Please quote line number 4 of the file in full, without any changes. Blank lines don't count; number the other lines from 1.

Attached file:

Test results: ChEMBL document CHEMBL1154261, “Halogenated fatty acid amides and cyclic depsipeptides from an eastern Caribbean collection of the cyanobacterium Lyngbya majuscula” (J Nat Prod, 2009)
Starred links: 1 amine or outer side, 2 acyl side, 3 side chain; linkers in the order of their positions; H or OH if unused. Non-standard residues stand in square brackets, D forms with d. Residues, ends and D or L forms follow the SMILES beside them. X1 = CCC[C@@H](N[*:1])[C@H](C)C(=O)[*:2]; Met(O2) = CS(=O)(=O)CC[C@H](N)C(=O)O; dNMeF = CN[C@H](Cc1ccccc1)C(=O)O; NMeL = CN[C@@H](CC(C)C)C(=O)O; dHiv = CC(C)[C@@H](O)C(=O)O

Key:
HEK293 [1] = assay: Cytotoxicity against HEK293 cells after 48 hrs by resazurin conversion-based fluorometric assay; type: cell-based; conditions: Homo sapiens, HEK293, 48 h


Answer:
HEK293 [1] = assay: Cytotoxicity against HEK293 cells after 48 hrs by resazurin conversion-based fluorometric assay; type: cell-based; conditions: Homo sapiens, HEK293, 48 h